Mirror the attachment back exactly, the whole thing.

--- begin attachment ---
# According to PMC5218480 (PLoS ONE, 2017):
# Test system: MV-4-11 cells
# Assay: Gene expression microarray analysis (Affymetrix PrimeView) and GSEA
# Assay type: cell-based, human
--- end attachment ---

# According to PMC5218480 (PLoS ONE, 2017):
# Test system: MV-4-11 cells
# Assay: Gene expression microarray analysis (Affymetrix PrimeView) and GSEA
# Assay type: cell-based, human